As Mikel Arteta racked up his 100th match as Arsenal manager, the first team sheet he ever delivered as head coach naturally resurfaced.
Bukayo Saka, Pierre-Emerick Aubameyang and Alexandre Lacazette were three familiar names from the four players that had the distinction of bookending Arteta's century, but Ainsley Maitland-Niles also cropped up as the unexpected member of that quartet too.
Starting in place of the injured Thomas Partey in Arsenal's gritty 1-0 win over Watford on Sunday, Maitland-Niles lined up alongside Albert Sambi Lokonga - stepping in while Granit Xhaka continues his recovery - to form Arteta's decidedly second-choice midfield double-pivot.
Barely two months prior, Maitland-Niles' status as an Arsenal player, let alone a starter, seemed deeply dubious. As the transfer window ended, the club's academy product took the modern approach of venting his frustrations digitally (and very publicly) by posting: "All I wanna do is go where I'm wanted and where I'm gonna play."
Alongside no fewer than three crying face emojis, Maitland-Niles pointedly tagged the official Arsenal account. However, no move materialised and, going into Sunday's match, the 24-year-old had made as many Premier League starts as the long-forgotten Sead Kolasinac.
At the start of Arteta's reign, Maitland-Niles emerged as one of the team's key performers by carving out a niche role as a rampaging left wing-back. Completing the full 90 minutes in the final three rounds of that season's FA Cup, his thrust and disarming speed stretched the backlines of Manchester City and Chelsea en route to the trophy, creating space for Aubameyang to score a brace in each fixture.
Maitland-Niles almost conspired to create an opening for his Gabon goalscorer inside the opening ten minutes of the weekend's Watford win. Snapping into a tackle on the edge of the Hornets' box, Partey's replacement stabbed Lacazette into the area. The Frenchman's scooped effort was pawed to the feet of Aubameyang but he took a heavy touch into the path of an offside Saka - who finished crisply nonetheless.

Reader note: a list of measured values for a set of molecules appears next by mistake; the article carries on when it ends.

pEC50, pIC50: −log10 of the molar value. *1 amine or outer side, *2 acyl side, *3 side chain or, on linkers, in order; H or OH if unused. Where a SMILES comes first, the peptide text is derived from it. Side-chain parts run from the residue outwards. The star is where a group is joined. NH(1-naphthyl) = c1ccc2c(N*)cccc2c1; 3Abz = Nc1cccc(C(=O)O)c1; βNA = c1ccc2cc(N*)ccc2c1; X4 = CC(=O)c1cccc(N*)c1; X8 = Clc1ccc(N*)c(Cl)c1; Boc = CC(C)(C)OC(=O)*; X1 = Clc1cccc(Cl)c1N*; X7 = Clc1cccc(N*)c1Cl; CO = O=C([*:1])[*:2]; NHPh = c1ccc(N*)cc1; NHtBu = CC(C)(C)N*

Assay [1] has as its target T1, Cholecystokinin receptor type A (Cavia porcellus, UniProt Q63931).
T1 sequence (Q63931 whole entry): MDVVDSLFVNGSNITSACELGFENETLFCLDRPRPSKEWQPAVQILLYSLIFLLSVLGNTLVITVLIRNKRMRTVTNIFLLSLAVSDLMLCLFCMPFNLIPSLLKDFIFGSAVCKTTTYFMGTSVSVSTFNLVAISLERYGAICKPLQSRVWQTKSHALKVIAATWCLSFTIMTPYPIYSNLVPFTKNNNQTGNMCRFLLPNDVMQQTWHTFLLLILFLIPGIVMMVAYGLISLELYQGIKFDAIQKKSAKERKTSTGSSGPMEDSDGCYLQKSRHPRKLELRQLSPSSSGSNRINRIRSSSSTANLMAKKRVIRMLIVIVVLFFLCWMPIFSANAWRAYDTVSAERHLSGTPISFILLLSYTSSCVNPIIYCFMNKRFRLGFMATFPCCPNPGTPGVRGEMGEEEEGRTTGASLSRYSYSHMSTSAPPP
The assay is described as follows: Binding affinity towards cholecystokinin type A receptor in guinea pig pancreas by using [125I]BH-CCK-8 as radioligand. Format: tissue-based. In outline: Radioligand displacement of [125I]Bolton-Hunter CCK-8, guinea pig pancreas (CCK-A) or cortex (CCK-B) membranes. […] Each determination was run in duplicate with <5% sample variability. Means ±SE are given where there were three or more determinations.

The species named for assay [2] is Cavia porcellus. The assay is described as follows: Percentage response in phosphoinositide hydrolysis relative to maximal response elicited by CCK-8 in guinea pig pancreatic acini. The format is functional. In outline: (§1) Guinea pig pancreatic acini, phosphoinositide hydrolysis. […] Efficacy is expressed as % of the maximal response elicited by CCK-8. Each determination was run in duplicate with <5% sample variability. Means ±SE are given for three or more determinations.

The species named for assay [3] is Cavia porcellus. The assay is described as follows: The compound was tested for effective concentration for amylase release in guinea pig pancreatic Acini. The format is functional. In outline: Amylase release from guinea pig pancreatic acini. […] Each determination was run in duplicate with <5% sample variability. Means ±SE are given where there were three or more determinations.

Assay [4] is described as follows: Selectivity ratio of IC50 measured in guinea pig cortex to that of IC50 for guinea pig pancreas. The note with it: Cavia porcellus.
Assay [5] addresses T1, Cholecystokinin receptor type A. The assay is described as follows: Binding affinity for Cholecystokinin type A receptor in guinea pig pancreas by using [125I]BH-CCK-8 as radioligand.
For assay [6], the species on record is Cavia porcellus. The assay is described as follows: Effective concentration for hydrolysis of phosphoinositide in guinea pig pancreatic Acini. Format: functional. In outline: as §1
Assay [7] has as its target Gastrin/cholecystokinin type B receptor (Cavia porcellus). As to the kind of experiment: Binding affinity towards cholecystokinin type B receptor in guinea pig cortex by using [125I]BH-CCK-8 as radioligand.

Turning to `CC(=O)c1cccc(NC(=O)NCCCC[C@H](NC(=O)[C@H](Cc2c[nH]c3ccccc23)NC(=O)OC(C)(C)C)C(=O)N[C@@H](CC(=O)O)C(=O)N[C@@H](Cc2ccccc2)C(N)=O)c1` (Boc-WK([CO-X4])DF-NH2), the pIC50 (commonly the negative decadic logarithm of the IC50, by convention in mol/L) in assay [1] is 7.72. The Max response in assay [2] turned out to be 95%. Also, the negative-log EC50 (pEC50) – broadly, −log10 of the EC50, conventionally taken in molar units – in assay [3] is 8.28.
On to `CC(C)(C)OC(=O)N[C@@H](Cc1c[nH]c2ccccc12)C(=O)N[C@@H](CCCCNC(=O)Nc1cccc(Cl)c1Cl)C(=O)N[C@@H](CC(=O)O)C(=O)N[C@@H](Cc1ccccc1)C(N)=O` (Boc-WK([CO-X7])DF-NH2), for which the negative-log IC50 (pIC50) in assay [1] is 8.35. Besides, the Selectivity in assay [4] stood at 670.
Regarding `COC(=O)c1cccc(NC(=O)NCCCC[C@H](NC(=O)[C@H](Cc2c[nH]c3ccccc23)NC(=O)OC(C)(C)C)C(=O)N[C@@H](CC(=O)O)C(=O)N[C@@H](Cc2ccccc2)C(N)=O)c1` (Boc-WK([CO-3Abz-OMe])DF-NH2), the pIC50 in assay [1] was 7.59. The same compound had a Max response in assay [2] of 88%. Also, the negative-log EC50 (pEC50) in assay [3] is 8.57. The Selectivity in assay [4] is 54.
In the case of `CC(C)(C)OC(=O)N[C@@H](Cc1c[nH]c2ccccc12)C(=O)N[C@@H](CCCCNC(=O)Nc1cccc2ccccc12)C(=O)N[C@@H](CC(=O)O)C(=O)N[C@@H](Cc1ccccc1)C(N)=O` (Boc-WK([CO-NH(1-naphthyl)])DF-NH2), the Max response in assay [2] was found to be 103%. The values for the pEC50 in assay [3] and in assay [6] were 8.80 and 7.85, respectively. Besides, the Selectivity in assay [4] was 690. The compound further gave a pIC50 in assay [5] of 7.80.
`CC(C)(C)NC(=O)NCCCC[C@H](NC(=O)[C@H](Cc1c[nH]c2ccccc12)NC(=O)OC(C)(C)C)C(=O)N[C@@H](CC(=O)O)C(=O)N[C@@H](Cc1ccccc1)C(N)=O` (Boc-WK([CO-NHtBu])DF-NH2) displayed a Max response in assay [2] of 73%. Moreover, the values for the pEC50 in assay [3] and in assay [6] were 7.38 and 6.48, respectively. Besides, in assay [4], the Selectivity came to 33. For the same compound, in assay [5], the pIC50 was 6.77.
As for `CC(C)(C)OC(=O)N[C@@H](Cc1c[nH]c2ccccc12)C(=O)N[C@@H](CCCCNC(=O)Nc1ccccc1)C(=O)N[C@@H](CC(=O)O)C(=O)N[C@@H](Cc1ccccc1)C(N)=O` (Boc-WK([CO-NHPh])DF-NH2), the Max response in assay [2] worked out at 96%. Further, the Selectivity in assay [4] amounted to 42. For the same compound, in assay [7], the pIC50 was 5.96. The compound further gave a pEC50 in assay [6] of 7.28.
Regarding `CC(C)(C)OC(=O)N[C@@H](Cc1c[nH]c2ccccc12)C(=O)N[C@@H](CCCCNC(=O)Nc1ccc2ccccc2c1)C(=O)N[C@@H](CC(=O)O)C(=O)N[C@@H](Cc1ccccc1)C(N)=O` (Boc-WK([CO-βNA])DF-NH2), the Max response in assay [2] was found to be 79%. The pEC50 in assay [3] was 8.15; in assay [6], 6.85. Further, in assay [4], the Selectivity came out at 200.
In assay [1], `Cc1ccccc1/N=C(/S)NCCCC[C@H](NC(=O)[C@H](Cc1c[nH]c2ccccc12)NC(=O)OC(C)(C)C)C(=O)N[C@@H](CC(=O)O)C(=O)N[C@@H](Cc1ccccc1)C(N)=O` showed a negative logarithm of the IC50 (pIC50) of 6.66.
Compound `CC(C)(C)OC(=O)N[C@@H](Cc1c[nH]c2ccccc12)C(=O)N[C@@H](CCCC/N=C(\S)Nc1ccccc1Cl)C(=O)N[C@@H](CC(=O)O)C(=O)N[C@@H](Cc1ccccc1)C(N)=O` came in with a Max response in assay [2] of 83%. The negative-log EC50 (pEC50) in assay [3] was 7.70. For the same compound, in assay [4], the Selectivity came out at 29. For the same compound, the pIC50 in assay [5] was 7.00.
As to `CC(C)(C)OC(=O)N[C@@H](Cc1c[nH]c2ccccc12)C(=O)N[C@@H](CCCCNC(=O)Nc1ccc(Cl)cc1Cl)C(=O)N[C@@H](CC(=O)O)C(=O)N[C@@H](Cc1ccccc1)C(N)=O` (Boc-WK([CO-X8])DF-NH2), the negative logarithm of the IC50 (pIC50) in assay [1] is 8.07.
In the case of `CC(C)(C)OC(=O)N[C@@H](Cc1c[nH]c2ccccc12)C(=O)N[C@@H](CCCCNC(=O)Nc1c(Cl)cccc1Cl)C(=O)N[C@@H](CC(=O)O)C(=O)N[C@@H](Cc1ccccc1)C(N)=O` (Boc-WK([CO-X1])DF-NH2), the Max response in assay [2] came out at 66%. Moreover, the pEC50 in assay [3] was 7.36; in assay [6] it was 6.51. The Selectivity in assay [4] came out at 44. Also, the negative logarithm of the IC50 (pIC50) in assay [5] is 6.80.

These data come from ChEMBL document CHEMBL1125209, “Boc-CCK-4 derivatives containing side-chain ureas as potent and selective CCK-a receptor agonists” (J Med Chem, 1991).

In the absence of Arsenal's first-choice pairing, Maitland-Niles was granted the chance to fulfil his favoured role. “I want to play in the centre of the pitch because I feel comfortable there and there’s a lot of things I can bring by playing in the middle," he explained to the Express and Star while playing in that position on loan with West Bromwich Albion last season. "You can control the game from there and I think my attributes help me do that.”
From that central role Maitland-Nile certainly influenced proceedings in a niggling, foul-ridden scrimmage at the Emirates. No player on the pitch made more tackles (five) or interceptions (two) than Arsenal's number 15 against Watford.
Aside from defensive steel, Partey and Xhaka also serve as the chief exponents of progression up the pitch for Arsenal, averaging the most passes into the final third of any Gunner this season. While Maitland-Niles scurried around, it often fell to Sambi - the more frequently used player so far - to collect the ball from his defence and launch Arsenal's attacks.
Arteta was glowing with praise for Sambi’s swift adaptation to Arsenal’s first team pre-match. “A lot of intelligence in his game, and courage,” the manager gushed to Arsenal’s official website.
“He is a player that is constantly trying to affect the game in the right way. It was a big task to ask him to play the amount of minutes he’s played already in the league, in such a short time. But he’s showing that he’s capable of doing it, and he’s handling the situation really, really impressively.”
While it wasn't a performance without fault - Juraj Kucka robbed Arsenal's 22-year-old receiving the ball, facing his own goal, on the edge of his own penalty area to force a rare shot for the visitors in the first half - Lokonga brushed himself down and immediately made himself available for a pass again, showing that 'courage' Arteta admires in abundance.
With a third consecutive Premier League goal to win the match, Emile Smith Rowe will naturally claim the headlines, but two of Arsenal's other young midfielders came to the fore to ensure Arteta's landmark match ended with a win.